Notes from Tuesday's moves and callups

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– The White Sox brought up both Tyler Flowers and Josh Fields to help fill the void left by Jim Thome’s departure. Fields’ return was never in doubt, but he may not see as much playing time as expected if the White Sox want to see if Flowers is ready to hit in the majors. Flowers, a product of the Javier Vazquez deal with the Braves, batted .302/.445/.548 in 248 at-bats with Double-A Birmingham and .286/.364/.438 in 105 at-bats following a move up to Triple-A Charlotte. His defense behind the plate is subpar, so it’s possible that he’ll end up being a long-term first baseman or DH. The White Sox, though, intend to continue developing him as a catcher.
– The Marlins didn’t wait until the end of the minor league season to bring back Cameron Maybin, their Opening Day center fielder. He hit .319/.399/.463 in 298 at-bats for Triple-A New Orleans, and it’s likely that he would have returned more than a month ago if the penny-pinching Marlins weren’t trying to keep him from eventually becoming a super-two player. The Marlins figure to start him against every left-hander and at least the occasional right-hander. He seemed in line for more playing time before Jeremy Hermida bounced back and hit .312/.413/.442 during August.
– To open up a 40-man roster spot, the Rangers designated Thomas Diamond for assignment. Diamond, the 10th overall pick in the 2004 draft, was shaping up as a fine prospect before blowing out his elbow in the spring of 2007. He missed the season following Tommy John surgery and hadn’t returned to form in two years since. This season, he had a 4.20 ERA and a 58/44 K/BB in 55 2/3 innings as a reliever between Double- and Triple-A.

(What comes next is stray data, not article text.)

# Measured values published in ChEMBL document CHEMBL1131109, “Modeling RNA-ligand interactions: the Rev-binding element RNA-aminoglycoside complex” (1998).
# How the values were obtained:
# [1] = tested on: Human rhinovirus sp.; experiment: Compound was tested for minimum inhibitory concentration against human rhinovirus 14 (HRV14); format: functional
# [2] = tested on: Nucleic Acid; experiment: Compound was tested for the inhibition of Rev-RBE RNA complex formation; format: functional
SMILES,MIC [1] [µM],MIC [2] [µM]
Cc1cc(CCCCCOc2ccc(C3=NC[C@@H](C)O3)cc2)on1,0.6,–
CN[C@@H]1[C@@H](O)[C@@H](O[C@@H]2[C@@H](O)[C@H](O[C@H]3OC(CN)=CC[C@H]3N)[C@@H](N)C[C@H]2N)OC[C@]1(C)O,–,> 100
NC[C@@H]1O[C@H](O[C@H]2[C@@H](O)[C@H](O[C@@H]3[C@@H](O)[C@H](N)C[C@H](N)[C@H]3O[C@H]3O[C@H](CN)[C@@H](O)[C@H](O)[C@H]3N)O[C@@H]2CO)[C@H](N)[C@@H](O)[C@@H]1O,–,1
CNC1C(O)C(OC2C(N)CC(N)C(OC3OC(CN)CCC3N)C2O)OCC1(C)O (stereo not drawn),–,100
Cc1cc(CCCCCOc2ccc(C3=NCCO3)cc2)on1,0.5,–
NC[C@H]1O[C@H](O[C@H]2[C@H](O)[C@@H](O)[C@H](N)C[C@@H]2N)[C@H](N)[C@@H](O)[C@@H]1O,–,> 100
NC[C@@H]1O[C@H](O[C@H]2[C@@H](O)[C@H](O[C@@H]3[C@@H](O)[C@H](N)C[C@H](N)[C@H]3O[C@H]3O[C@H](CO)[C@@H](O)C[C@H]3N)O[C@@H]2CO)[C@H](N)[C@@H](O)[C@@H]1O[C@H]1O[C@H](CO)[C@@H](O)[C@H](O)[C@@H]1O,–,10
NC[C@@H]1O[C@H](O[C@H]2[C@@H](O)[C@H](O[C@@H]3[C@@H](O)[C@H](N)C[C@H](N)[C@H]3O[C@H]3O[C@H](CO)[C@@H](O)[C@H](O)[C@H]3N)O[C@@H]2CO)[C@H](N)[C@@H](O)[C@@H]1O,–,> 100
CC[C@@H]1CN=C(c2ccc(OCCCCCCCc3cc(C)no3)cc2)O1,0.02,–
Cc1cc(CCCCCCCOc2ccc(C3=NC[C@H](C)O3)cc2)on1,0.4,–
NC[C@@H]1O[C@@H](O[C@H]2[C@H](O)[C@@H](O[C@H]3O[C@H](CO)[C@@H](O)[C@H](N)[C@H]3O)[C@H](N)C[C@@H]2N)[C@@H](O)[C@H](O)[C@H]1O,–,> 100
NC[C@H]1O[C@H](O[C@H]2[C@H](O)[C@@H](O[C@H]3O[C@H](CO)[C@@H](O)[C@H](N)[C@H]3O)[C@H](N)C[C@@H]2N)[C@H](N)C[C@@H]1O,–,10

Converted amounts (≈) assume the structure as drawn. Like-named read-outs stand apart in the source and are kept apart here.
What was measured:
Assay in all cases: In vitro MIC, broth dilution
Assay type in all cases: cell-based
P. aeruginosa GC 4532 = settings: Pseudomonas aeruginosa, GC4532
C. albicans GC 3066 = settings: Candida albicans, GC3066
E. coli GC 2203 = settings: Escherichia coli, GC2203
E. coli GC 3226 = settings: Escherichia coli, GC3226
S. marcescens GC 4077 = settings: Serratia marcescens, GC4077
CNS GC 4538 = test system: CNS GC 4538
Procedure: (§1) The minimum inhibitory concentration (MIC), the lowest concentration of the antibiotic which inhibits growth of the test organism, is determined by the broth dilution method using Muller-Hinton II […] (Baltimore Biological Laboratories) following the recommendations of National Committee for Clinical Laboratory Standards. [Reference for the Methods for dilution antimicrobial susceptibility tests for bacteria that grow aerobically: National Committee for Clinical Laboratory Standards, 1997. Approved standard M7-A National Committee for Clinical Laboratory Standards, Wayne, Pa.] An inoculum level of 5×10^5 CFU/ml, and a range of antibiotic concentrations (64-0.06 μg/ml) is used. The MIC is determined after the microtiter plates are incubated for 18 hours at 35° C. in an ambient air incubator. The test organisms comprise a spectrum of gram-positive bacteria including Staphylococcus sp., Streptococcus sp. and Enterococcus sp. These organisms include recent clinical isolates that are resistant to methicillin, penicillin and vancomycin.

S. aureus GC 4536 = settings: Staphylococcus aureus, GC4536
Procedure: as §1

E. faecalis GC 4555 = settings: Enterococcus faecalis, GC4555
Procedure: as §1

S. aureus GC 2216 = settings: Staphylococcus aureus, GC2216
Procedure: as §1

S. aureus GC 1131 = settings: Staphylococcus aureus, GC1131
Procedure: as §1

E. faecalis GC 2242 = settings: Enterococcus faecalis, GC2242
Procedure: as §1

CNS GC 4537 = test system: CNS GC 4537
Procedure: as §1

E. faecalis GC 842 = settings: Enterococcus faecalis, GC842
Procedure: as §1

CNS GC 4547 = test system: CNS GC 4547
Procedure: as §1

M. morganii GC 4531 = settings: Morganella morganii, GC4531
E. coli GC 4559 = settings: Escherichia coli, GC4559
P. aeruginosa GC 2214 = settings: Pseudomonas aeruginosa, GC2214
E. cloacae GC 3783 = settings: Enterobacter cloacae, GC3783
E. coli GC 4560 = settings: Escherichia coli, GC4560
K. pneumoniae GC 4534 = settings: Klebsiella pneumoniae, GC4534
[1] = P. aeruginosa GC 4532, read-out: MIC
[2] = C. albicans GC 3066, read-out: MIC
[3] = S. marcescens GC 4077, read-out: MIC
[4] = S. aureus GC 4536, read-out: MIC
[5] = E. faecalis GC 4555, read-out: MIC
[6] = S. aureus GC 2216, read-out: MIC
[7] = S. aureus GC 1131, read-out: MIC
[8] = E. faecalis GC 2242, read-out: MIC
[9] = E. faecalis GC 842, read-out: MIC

– As Aaron wrote earlier, both Sean Rodriguez and Kevin Mulvey were included in trades Monday. I just wanted to bring it up again as an illustration of the point I made last week when the Yankees temporarily blocked Boston’s move of Chris Carter to the Mets by claiming the outfielder on waivers.
There were seven AL teams that could have interfered with Rodriguez going to the Rays. There were 13 AL teams and five NL teams that could have blocked the move of Mulvey to the Diamondbacks. Not one of them did, even though those two players wouldn’t have gotten past any teams had they been on irrevocable waivers.

Magic Johnson to take over the Lakers, but will still be part of Dodgers ownership

CHICAGO, IL - OCTOBER 15:  Earvin 'Magic' Johnson attends game one of the National League Championship Series between the Chicago Cubs and the Los Angeles Dodgers at Wrigley Field on October 15, 2016 in Chicago, Illinois.  (Photo by Jonathan Daniel/Getty Images)
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This is more significant for basketball fans than baseball fans, but Magic Johnson is taking over basketball operations for the Los Angeles Lakers. Dan Feldman over at PBT has the full story on that.

For our purposes, you probably know that Johnson is part of the Dodgers ownership group. Anthony McCullough of the L.A. Times got comment from the Dodgers, saying that despite his new full-time job, his status with the Dodgers will be unchanged:

Maybe I’m alone in this, but I’m not entirely certain what Magic does with the Lakers, so the first clause in Kasten’s comment may be doing most of the heavy lifting here.

Matt Wieters is close to signing with the Washington Nationals

NEW YORK, NY - OCTOBER 02: Matt Wieters #32 of the Baltimore Orioles connects on a two-run home run in the fourth inning against the New York Yankees at Yankee Stadium on October 2, 2016 in the Bronx borough of New York City.  (Photo by Mike Stobe/Getty Images)
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Jon Heyman reports that the Nationals are closing in on a deal with catcher Matt Wieters. Joel Sherman of the New York Post reports that it’s a two-year deal. UPDATE: Ken Rosenthal reports that the deal is for two years, at $21 million. There is an opt-out for him after year one. He will get $10 million in 2017 and, if he returns in 2018, he’ll get $11 million.

Wieters was not expected to go this long without signing, but his market, which many thought would be robust, never materialized. The Nats had been rumored to be interested for months, but they were apparently waiting to swoop in late and get what one presumes will be a bargain.

Wieters, 30, finished last season hitting .243/.302/.409 with 17 home runs and 66 RBI in 464 plate appearances. The Nationals currently have Derek Norris and Jose Lobaton, so who falls where in the catcher fight in Washington is unclear, but one presumes that Wieters getting a two-year deal puts him at the top of the depth chart.